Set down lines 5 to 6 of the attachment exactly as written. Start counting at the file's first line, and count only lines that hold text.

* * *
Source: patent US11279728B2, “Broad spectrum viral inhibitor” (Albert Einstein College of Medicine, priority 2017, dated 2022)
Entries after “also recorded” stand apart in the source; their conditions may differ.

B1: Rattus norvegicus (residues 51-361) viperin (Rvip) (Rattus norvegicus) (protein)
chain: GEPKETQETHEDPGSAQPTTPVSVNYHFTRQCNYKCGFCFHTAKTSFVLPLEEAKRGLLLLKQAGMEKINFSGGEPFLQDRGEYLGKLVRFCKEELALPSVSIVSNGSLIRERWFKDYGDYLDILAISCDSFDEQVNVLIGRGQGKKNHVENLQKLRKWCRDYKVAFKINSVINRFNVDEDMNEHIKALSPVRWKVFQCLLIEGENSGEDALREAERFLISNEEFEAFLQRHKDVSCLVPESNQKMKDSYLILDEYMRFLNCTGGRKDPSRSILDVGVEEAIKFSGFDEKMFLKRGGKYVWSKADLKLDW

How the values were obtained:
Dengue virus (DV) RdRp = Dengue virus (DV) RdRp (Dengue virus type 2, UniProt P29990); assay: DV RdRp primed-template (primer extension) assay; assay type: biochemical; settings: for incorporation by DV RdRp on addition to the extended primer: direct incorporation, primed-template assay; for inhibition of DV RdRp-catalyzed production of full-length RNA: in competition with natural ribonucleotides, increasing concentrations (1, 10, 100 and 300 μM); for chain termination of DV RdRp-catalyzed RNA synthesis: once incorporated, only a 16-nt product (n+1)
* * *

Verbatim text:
How the values were obtained:
Dengue virus (DV) RdRp = Dengue virus (DV) RdRp (Dengue virus type 2, UniProt P29990); assay: DV RdRp primed-template (primer extension) assay; assay type: biochemical; settings: for incorporation by DV RdRp on addition to the extended primer: direct incorporation, primed-template assay; for inhibition of DV RdRp-catalyzed production of full-length RNA: in competition with natural ribonucleotides, increasing concentrations (1, 10, 100 and 300 μM); for chain termination of DV RdRp-catalyzed RNA synthesis: once incorporated, only a 16-nt product (n+1)